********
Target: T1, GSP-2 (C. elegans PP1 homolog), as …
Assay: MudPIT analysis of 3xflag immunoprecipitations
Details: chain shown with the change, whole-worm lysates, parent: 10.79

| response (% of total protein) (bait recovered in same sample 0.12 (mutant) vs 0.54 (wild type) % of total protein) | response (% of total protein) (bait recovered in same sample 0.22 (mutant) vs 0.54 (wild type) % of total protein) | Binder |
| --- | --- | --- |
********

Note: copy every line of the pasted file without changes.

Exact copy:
Target: T1, GSP-2 (C. elegans PP1 homolog), as …
Assay: MudPIT analysis of 3xflag immunoprecipitations
Details: chain shown with the change, whole-worm lysates, parent: 10.79

| response (% of total protein) (bait recovered in same sample 0.12 (mutant) vs 0.54 (wild type) % of total protein) | response (% of total protein) (bait recovered in same sample 0.22 (mutant) vs 0.54 (wild type) % of total protein) | Binder |
| --- | --- | --- |